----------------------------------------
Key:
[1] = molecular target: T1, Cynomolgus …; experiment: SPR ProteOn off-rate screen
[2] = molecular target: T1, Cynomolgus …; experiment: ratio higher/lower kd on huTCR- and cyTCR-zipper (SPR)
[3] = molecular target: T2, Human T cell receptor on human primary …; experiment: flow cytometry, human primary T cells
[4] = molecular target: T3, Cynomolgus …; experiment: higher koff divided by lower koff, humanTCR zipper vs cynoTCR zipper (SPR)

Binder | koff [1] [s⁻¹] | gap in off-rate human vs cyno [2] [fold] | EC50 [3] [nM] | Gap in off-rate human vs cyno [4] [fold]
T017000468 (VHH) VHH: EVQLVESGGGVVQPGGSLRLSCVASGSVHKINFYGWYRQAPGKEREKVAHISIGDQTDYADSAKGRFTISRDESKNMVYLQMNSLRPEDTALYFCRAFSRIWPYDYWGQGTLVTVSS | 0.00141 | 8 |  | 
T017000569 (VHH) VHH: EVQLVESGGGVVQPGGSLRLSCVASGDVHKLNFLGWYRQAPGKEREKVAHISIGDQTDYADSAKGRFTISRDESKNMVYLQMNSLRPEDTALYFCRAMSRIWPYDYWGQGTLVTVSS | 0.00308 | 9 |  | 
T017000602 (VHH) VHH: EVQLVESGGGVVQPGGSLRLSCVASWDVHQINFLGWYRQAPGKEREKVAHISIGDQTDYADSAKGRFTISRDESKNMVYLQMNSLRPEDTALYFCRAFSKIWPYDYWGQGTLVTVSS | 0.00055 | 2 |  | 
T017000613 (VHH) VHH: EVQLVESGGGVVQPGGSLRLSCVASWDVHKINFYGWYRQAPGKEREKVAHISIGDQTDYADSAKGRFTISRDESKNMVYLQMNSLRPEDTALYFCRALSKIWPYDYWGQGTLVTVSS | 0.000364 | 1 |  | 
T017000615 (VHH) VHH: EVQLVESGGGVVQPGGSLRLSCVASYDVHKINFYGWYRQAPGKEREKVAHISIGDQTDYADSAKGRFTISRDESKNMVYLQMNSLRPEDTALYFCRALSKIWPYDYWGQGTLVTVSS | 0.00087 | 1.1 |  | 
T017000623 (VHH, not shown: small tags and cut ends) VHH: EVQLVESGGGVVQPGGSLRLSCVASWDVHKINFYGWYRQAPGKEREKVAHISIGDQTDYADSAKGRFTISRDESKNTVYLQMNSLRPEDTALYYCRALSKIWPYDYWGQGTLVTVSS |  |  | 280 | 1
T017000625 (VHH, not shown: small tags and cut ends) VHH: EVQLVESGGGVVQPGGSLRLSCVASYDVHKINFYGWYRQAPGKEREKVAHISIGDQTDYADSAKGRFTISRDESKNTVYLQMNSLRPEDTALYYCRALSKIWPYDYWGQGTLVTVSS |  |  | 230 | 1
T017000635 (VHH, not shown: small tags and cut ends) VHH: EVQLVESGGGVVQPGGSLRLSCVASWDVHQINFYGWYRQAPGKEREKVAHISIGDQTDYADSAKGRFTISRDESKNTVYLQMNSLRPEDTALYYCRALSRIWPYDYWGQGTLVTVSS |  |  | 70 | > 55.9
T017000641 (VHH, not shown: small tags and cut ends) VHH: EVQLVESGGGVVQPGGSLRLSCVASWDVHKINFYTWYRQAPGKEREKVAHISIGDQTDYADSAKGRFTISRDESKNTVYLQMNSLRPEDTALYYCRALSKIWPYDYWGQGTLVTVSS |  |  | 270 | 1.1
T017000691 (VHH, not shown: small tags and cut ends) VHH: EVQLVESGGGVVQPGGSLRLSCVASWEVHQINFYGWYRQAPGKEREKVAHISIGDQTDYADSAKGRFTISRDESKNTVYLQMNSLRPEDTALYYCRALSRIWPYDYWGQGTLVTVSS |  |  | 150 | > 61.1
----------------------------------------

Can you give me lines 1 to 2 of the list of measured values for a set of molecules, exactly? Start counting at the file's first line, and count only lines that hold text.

Key:
[1] = molecular target: T1, Cynomolgus …; experiment: SPR ProteOn off-rate screen